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Skin Problems & Treatments Health Center

Medical Reference Related to Skin Problems & Treatments

  1. Acanthosis Nigricans

    Acanthosis nigricans. This is a descriptive term for a velvety or verrucous brown-to-black area of hyperkeratosis. The axilla and posterior are the most common locations, but lesions are also seen on the anterior neck and in the groin. Less commonly, there is involvement in the antecubital and popliteal fossae, on the knuckles, and in other, nonflexural areas. Onset may occur during childhood or adult life. The histologic pattern is that of hyperkeratosis and papillomatosis; the brownish discoloration seems to be caused by these surface changes rather than by any local increase in the amount of melanin. Illustrated here are lesions of acanthosis nigricans on the anterior neck and in the axilla.

  2. Urticaria

    Urticaria. Wheals with white-to-light-pink color centrally and peripheral erythema in a close-up view. These are the classic lesions of urticaria. It is characteristic that they are transient and highly pruritic.

  3. Geographic Tongue

    Geographic tongue. There is a peculiar condition of the tongue that takes the form of denudations of the lingual surface in patches of redness that shift in position from time to time over hours and days. The cause of the condition is not known; there may be some relationship to psoriasis. No treatment is effective. The condition is largely asymptomatic except for slight tingling when sharp food is taken.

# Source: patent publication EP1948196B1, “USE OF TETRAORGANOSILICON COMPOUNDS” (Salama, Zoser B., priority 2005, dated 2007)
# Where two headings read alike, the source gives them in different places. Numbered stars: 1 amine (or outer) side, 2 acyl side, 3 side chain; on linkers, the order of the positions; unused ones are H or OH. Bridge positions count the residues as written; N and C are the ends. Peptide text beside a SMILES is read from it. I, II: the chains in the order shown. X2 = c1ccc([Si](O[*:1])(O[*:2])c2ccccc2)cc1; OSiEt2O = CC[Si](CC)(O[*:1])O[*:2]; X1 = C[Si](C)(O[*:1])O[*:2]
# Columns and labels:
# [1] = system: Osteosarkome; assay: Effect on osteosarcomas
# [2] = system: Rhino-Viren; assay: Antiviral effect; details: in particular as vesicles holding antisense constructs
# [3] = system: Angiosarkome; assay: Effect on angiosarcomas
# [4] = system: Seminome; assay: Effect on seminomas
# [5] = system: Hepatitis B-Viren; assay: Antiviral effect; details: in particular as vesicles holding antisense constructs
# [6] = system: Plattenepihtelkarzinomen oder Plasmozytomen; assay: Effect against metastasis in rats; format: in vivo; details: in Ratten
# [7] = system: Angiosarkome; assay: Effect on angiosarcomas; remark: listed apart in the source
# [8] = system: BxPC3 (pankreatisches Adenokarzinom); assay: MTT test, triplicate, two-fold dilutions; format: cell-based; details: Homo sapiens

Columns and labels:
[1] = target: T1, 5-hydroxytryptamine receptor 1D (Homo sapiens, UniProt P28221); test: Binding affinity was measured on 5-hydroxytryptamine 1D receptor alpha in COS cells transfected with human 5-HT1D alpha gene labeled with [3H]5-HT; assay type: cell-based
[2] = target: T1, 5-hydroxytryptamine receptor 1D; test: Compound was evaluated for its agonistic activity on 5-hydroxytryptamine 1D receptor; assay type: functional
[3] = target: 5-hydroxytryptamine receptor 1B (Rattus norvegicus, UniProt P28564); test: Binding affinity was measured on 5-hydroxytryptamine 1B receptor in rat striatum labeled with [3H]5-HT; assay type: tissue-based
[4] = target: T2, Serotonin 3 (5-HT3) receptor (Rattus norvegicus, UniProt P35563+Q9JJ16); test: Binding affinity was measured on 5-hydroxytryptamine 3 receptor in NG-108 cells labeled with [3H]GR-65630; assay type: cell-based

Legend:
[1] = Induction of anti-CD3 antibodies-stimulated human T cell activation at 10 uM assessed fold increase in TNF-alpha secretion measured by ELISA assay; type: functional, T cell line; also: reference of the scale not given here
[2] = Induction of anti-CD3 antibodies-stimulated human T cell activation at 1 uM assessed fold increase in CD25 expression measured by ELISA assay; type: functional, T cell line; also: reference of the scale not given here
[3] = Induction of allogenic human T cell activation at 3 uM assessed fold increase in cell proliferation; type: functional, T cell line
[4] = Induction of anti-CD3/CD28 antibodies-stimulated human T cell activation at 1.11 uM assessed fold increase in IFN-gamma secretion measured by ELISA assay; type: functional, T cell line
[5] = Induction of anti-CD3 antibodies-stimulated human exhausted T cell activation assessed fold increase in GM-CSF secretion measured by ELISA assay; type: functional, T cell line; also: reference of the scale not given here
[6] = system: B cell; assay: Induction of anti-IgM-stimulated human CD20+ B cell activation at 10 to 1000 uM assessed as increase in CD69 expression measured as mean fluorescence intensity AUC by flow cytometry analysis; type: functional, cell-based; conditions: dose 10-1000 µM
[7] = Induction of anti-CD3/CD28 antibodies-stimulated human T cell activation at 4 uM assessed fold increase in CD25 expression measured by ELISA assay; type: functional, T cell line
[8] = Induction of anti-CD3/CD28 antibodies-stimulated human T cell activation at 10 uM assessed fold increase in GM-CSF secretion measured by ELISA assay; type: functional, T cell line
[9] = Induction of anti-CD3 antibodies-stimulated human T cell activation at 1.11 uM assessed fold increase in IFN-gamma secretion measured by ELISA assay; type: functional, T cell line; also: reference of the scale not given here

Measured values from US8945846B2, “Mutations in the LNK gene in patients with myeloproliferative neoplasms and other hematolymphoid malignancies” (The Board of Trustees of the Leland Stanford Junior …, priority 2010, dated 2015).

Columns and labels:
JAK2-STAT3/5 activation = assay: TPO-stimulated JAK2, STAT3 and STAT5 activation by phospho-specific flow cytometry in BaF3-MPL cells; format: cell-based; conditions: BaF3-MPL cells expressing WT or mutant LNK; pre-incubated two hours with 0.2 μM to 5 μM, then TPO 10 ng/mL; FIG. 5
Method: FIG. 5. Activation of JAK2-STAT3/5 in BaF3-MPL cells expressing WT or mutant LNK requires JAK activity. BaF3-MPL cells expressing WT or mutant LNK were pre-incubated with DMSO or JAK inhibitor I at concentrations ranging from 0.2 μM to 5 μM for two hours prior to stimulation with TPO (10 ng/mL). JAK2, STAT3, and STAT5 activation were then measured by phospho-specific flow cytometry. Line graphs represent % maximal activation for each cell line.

4. Rosacea: When to See Your Doctor

    People with mild rosacea might not even ask their doctors about it. But whether you have been diagnosed with rosacea or not, there are some signs you shouldn't ignore.

  5. Psoriasis Vulgaris

    Psoriasis vulgaris, scalp and nail findings. Pinpoint pits and distal onycholysis (so-called "oil-spot" discoloration) seen in the fingernails of a child with psoriasis.

  6. Sunburn (First-Degree Burns)

    Most sunburns cause mild pain and redness but affect only the outer layer of skin (first-degree burn). The red skin might hurt when you touch it.

  7. Sunburn (Second Degree)

    Skin that is red and painful and that swells up and blisters may mean that deep skin layers and nerve endings have been damaged (second-degree burn).

  8. Atopic Dermatitis or Eczema

    Eczema is a skin condition caused by inflammation. Atopic dermatitis is the most common of the many types of eczema.

  9. Telangiectasias Before Treatment

    Prominent facial telangiectasias prior to treatment with intense pulse light.

  10. Sunburn

    A sunburn is skin damage from the sun's ultraviolet (UV) rays. Most sunburns cause mild pain and redness but affect only the outer layer of skin (first-degree burn).

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